Set of six: Super changes

By Michael Brown

Ricky Stuart. Photo / Getty Images
Ricky Stuart. Photo / Getty Images

1. Super changes

The UK Super League will be cut from 14 to 12 teams from 2015 and may bring back promotion/relegation. Clubs ruled out the option of cutting the league to 10 teams and asked the RFL executive to investigate two options. The first involves a 12-team Super League running alongside a 12-team Championship which would split after 23 rounds into three groups of eight. The other option is for two divisions of 12 with promotion and relegation. It's hoped the changes will halt falling revenue and crowds.

2. Sticky situation

The label supercoach is an overused cliche - in much the same way as players are routinely called stars, legends or icons - but Ricky Stuart's membership of the club must be under threat. Sticky, as he's known, started the NRL season with a winning record of 52.5 per cent but that is slipping with every week - it's now 50.4 - and not just because of what the Eels are doing this season. Admittedly, he had three good years with the Roosters (2002-04) when they won in 2002 and played in two other grand finals but since then he's won only 38.3 per cent of his matches in charge.

He won one Origin series as NSW coach, in 2005, but went down in the 2011 and 2012 series and was also in charge when Australia lost the 2008 World Cup final. Next season will be a big one for Stuart after he decimated the Eels squad in an effort to rebuild.

3. Taking flight

The Warriors have said they will look into their travel schedule the next time they play in Perth after a difficult journey there last week. This came only days after Matt Elliott said the approach taken by the Breakers basketball side, which they adopted, was a good one. It wasn't the Breakers' fault, nor the Warriors' for that matter, that the plane was delayed by five hours.

4. Game of the week

The Bulldogs' match against Melbourne on Sunday will mark Doggies coach Des Hasler joining his Manly mentor Bob Fulton to create a two-man club of people who have coached and played in 250 first-grade games. It's a significant milestone but securing a win will be more important for Hasler. The Bulldogs will want to take advantage of a Storm side weakened by Origin and injuries to keep in touch with the top eight. Last year's beaten grand finalists seem to take one step forward and another backwards and have failed to gain any real momentum this season. If they can't win this, it's hard to see them going very far this season.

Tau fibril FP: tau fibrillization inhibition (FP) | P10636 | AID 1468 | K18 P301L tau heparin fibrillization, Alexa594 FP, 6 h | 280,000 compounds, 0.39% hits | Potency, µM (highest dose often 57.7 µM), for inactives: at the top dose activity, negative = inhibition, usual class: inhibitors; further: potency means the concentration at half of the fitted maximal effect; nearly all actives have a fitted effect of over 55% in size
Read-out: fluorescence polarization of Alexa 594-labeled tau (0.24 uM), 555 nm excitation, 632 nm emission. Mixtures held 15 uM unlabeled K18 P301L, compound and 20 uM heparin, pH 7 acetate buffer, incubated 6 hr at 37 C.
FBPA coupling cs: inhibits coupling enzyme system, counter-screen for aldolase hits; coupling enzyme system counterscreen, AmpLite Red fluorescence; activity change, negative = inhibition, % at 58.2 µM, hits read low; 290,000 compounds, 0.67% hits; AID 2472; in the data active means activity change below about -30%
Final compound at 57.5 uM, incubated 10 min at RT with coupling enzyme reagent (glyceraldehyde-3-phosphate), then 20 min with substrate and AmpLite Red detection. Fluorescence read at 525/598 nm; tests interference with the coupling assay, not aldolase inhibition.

5. Are you being served?

Mal Meninga was looking forward to getting behind the bar this week, and not getting kicked out. The Queensland Origin coach took his squad to an idyllic locale on the Great Barrier Reef curiously named XXXX Island for a few beers as well as some beach golf, fishing and campfire stories. "I can actually go behind a bar, because where can they kick me out to? I'd have to swim back," Meninga told reporters with a grin. "There are sharks there, I guess, and I am a fair meal."

6. Pay as you go

Kiwis players stand to make some nice pocket money from this year's World Cup after the last collective agreement doubled payments - from A$25,000 to A$50,000 for being part of the winning team and A$30,000 - up from A15,000 - for coming third. On top of that, the tab is picked up at virtually every other venue - they probably have to buy their own presents for the WAGs though. The New Zealand women's team now playing their World Cup in England received some good support from Sir Owen Glenn and the Warriors but each member of the Kiwi Ferns still had to meet a $2000 fundraising quota. It's hard to imagine SBW selling raffle tickets or organising a sausage sizzle.

- NZ Herald

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